The Mental Capacity Act 2005 (MCA) provides a legal framework for making particular decisions on behalf of people who may lack the mental capacity to do so for themselves. The Act requires that as far as possible people make their own decisions and are helped to do so when needed. When they lack mental capacity to take particular decisions, any made on their behalf must be in their best interests and as least restrictive as possible.

People can only be deprived of their liberty to receive care and treatment when this is in their best interests and legally authorised under the MCA. The application procedures for this in care homes and hospitals are called the Deprivation of Liberty Safeguards (DoLS). We checked whether the service was working according to the principles of the MCA.

One person had a DoLS authorisation in place but this had expired in February 2017. No application to continue the authorisation had been made to ensure any restrictions were lawful, proportionate and remained the least restrictive option. Families were asked to consent on behalf of people who lacked capacity. There were no records in place to show they had the legal authority to do this.

Monitoring records to demonstrate people had received specific care in line with their care plan were completed. For example, some people had food and fluid charts to help staff check they were receiving enough to eat and drink. However, daily logs in place to record how people had spent their time and what had worked well for them were infrequently completed.

The care service was set up twenty-five years ago and was designed to provide group living for people with learning disabilities. Work had been done to ensure the service was managed in line with the values that underpin the CQC ‘Registering the Right Support’, and other current best practice guidance. This guidance includes the promotion of the values of; choice, independence and inclusion. The service was working with people with learning disabilities that used the service, to support them to live as ordinary a life as any citizen. People had access to private spaces and were able to choose where they spent their time. Staff supported people to access the community regularly. People’s independence was respected and they were encouraged to develop and maintain skills.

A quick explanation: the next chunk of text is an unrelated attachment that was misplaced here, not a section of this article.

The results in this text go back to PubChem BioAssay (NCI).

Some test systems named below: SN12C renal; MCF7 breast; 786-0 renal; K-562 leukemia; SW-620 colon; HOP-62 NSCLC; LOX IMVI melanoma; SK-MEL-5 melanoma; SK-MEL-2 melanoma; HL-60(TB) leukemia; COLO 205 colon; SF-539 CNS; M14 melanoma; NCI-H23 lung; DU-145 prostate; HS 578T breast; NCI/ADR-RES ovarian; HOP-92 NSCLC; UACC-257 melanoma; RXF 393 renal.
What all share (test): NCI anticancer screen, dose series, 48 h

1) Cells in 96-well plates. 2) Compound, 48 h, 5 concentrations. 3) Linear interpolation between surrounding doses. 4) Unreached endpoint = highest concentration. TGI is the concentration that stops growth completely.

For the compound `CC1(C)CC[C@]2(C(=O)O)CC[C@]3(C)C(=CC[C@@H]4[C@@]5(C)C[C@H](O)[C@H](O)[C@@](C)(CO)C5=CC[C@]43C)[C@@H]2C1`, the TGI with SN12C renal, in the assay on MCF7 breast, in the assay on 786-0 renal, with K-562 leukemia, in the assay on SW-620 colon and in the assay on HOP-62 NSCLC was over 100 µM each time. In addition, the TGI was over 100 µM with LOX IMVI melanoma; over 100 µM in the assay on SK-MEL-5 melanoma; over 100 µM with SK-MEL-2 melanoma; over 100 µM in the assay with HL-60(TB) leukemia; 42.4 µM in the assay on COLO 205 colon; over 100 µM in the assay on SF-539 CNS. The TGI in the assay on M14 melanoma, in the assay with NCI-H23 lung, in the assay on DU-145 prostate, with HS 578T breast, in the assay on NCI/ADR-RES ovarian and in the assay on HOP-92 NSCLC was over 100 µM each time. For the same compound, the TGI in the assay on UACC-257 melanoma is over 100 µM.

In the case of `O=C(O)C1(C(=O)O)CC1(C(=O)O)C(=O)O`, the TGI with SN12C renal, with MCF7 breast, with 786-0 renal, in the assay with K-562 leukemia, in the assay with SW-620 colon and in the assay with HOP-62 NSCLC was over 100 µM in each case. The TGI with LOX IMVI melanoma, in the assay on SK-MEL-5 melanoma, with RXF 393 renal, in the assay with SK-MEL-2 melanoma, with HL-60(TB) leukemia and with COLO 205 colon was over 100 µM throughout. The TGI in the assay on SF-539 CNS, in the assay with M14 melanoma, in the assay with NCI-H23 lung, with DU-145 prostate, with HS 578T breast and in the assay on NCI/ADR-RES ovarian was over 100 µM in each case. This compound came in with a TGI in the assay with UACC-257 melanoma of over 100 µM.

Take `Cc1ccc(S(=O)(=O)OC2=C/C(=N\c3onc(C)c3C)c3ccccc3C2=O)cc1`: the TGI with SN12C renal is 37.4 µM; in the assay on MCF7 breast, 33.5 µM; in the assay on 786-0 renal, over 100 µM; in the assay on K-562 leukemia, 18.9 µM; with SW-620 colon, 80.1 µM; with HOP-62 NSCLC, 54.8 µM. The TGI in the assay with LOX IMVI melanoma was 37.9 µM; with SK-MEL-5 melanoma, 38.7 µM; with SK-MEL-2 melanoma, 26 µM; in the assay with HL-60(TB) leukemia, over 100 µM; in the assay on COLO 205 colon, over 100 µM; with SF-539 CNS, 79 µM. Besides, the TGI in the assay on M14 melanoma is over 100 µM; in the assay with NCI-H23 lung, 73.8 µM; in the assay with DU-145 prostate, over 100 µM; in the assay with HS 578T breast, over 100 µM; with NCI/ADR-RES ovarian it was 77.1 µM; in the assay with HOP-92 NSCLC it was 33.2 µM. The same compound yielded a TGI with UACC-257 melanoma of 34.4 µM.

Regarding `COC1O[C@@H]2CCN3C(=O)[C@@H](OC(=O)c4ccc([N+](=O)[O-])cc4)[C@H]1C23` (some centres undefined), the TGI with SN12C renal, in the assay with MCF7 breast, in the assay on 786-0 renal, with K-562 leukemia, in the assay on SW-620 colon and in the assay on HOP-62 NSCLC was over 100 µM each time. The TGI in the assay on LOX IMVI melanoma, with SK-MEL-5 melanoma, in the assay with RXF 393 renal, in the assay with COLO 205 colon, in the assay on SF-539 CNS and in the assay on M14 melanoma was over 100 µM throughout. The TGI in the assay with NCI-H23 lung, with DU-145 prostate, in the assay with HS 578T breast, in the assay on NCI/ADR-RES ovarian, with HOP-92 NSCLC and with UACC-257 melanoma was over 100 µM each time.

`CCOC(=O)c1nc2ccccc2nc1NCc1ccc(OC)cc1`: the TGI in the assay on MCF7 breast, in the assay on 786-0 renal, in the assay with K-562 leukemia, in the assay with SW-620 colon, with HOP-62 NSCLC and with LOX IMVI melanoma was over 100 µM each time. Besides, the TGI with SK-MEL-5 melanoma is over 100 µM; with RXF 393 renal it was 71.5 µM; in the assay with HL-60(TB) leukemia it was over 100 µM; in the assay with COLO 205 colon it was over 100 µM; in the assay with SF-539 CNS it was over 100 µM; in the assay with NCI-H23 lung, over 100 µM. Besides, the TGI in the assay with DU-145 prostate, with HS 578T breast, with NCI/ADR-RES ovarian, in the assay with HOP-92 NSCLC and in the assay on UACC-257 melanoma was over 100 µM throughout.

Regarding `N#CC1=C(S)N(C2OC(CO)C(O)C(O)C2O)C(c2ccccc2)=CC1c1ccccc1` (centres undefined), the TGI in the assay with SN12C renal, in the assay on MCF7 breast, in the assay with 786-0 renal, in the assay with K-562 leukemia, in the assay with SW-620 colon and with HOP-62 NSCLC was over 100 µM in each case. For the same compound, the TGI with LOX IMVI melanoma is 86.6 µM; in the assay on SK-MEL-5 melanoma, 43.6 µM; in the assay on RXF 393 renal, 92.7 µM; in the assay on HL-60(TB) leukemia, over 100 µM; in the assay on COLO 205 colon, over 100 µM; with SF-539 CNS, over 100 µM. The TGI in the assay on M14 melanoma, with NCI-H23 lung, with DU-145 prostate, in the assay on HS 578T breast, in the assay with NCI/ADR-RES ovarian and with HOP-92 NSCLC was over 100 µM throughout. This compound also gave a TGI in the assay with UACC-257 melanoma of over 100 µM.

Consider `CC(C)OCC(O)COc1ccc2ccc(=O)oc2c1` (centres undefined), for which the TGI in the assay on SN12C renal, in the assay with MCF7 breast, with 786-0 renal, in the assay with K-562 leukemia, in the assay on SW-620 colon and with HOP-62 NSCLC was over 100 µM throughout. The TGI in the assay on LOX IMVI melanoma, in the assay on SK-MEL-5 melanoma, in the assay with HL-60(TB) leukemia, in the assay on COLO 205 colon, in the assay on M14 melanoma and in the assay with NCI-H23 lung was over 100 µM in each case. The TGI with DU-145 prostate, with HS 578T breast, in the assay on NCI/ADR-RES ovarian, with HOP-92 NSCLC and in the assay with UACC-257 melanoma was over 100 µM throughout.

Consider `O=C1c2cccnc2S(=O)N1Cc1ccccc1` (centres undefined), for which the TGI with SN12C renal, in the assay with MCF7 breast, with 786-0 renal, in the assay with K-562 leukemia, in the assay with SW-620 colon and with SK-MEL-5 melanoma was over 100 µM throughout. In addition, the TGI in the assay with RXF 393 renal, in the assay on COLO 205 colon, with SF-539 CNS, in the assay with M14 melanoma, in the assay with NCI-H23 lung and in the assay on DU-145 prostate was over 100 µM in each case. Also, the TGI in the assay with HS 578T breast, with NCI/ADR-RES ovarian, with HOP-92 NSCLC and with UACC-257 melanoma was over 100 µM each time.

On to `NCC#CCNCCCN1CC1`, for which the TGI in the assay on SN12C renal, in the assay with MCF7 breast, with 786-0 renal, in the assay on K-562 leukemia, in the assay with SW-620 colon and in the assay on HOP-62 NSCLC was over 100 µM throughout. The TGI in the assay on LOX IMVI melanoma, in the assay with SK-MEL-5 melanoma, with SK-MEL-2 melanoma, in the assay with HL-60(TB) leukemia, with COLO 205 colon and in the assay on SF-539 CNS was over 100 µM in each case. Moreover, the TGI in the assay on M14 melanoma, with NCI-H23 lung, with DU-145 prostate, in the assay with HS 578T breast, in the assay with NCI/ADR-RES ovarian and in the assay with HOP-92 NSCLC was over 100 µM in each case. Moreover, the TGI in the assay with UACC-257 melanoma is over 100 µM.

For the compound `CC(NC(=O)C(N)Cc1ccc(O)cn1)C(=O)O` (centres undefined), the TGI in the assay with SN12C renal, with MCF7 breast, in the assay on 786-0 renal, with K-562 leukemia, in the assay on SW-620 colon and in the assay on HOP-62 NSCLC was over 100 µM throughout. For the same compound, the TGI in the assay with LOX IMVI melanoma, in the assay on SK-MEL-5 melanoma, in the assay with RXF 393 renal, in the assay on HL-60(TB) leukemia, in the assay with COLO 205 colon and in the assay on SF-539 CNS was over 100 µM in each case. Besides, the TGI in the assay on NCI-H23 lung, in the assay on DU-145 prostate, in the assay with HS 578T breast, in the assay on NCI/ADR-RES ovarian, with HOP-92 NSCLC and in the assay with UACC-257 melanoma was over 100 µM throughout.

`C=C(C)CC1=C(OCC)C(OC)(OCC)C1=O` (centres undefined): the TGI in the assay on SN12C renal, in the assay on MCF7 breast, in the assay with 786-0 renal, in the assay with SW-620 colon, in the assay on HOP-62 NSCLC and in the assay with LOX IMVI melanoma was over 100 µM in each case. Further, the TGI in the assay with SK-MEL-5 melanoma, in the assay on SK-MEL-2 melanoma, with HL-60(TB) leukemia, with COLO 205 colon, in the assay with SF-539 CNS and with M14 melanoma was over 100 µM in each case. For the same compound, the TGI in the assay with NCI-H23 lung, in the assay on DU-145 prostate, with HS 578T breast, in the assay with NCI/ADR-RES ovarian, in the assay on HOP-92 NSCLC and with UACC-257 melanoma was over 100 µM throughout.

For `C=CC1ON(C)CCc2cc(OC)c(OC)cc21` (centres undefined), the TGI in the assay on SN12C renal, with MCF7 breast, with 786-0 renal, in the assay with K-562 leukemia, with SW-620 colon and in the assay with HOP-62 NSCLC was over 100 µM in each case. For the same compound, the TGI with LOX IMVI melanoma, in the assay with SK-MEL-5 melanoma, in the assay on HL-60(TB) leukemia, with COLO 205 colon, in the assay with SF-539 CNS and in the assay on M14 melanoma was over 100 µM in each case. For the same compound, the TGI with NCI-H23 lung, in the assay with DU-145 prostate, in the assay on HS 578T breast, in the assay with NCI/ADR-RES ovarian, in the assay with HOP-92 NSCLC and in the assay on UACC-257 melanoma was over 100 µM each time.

The service requires a registered manager and there was one in post. A registered manager is a person who has registered with the Care Quality Commission to manage the service. Like registered providers, they are ‘registered persons’. Registered persons have legal responsibility for meeting the requirements in the Health and Social Care Act 2008 and associated Regulations about how the service is run.

People were comfortable and at ease with staff. Some people chose to spend time in their rooms and others were in shared areas of the service. People came into the office during the day to ask staff for support or to spend some time chatting. Staff were considerate and respectful when speaking with people. Relatives told us they were confident their family members were safe and well supported by staff who knew them well and understood their needs.

There were enough staff to support people according to their ne

Inspection carried out on 6 February 2016

During a routine inspection

This announced inspection took place on 6 February 2016. We informed the registered provider at short notice we would be visiting to inspect. We did this to ensure people who lived at Roslyn House would be available to speak with us and the registered manager be present at the service on the day of the inspection to provide us with the information we needed. The service was last inspected in August 2013 and found to be compliant with regulations.

The service provided accommodation and personal care for up to eight people living with a learning disability. At the time of our inspection there were six people using the service.

The service is required to have a registered manager and at the time of our inspection a registered manager was in post. A registered manager is a person who has registered with the Care Quality Commission to manage the service. Like registered providers, they are ‘registered persons’. Registered persons have legal responsibility for meeting the requirements in the Health and Social Care Act 2008 and associated Regulations about how the service is run.

People and their relatives told us they were happy with the care and support provided by staff at Roslyn House and believed it was a safe environment. One relative said, “We are very happy with how Roslyn House cares for [person’s name]”. A person who lived at the service told us they felt happy living at Roslyn House and it was clear people were comfortable with staff and moved freely around their home.